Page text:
By Karen Appold
Taking vitamins and supplements may seem like a great idea, and in many cases it may very well be a healthy thing to do. But before taking any pills, be sure you know fact from fiction.
Myth #1: Supplements are a good substitute for a healthy diet.
Fact: There’s no substitute for food’s disease-fighting benefits. Your body may not absorb nutritional benefits from supplements as well as from foods. This could happen if you don’t take them with a meal, for instance. In addition, research shows that fruits and veggies provide nutritional benefits, such as certain phytonutrients, that you simply can’t obtain by taking supplements.
Myth #2: “All natural” supplements are best.
Fact: The federal government does not regulate the term “all natural,” so don’t be fooled into thinking that they are safer or healthier. The truth is, reading the nutrition label should be your priority. Only choose supplements that provide around 100 percent of the daily recommended value. If the value is higher than 300, they may not be safe.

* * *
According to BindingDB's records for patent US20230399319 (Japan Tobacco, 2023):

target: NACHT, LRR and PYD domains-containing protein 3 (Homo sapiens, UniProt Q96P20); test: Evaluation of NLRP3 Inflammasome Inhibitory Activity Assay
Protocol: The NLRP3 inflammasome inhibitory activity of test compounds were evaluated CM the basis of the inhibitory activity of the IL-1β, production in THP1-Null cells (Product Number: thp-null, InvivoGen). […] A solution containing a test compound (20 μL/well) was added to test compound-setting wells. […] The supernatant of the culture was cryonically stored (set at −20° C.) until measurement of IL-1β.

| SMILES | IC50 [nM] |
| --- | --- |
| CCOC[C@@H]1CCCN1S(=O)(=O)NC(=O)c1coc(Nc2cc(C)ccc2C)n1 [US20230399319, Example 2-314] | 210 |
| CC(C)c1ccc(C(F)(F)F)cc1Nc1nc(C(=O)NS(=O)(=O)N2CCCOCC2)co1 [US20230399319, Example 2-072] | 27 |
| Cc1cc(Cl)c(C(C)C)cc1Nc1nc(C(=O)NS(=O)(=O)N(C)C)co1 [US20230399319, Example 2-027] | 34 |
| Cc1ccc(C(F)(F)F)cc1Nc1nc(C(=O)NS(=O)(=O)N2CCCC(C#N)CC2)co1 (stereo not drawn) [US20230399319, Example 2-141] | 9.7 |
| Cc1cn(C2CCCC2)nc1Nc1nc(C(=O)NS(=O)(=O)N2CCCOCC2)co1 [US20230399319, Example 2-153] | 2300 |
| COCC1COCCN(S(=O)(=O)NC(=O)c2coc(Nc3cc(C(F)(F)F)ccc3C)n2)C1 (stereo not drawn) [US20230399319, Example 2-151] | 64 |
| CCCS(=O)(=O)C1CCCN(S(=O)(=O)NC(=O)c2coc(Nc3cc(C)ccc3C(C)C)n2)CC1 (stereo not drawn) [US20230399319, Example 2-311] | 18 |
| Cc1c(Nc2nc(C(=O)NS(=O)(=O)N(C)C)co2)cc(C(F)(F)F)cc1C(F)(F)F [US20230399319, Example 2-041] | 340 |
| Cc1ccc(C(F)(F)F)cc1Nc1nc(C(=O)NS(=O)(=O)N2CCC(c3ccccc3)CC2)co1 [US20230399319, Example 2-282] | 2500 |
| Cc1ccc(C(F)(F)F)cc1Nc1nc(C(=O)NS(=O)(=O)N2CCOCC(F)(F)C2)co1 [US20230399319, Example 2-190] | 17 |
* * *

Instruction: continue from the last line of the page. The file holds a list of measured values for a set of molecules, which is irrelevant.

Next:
Myth #3: The more supplements you take, the better.
Fact: If you take too much of one nutrient, you can actually cause harm and/or become deficient in other areas. Consuming too much vitamin A can increase risk of osteoporosis; too much iron makes you more prone to heart disease and can actually cause a zinc deficiency because both of these minerals have similar binding sites in the body. Excess nutrients are stored in fat. Since you don’t excrete them, they can actually build up to toxic levels.
Myth #4: Supplements can help to prevent or manage certain health conditions.
Fact: Supplements are not meant to be taken in lieu of medications. Rather, they “supplement,” or fill in gaps, left by a healthy diet. They can play an integral role in a treatment plan, which includes exercising and getting enough sleep. For some people, vitamin D may be a worthwhile supplement to take because it isn’t found in a lot of foods.
Myth #5: All supplements are safe; there’s no need to tell your doctor if you’re taking them.
Fact: Some supplements can interact with prescription and over-the-counter medications. Did you know that fish oil can thin your blood? It you’re already taking medication to achieve this, you may be overdoing it by taking fish oil supplements. Therefore, it’s a good idea to discuss taking any supplements with your doctor before taking them.
Karen Appold is a medical writer based in Lehigh Valley, PA.